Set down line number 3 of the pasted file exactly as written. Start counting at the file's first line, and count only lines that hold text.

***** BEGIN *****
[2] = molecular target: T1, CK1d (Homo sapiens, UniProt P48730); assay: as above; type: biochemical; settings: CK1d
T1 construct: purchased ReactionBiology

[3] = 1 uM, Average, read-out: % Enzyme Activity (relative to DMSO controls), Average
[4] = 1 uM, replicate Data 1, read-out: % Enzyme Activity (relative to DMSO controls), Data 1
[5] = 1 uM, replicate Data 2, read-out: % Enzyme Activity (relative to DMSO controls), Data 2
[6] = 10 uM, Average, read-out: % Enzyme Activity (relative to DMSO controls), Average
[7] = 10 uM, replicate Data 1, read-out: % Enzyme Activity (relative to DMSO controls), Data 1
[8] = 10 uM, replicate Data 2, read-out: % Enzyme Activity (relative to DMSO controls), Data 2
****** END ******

[3] = 1 uM, Average, read-out: % Enzyme Activity (relative to DMSO controls), Average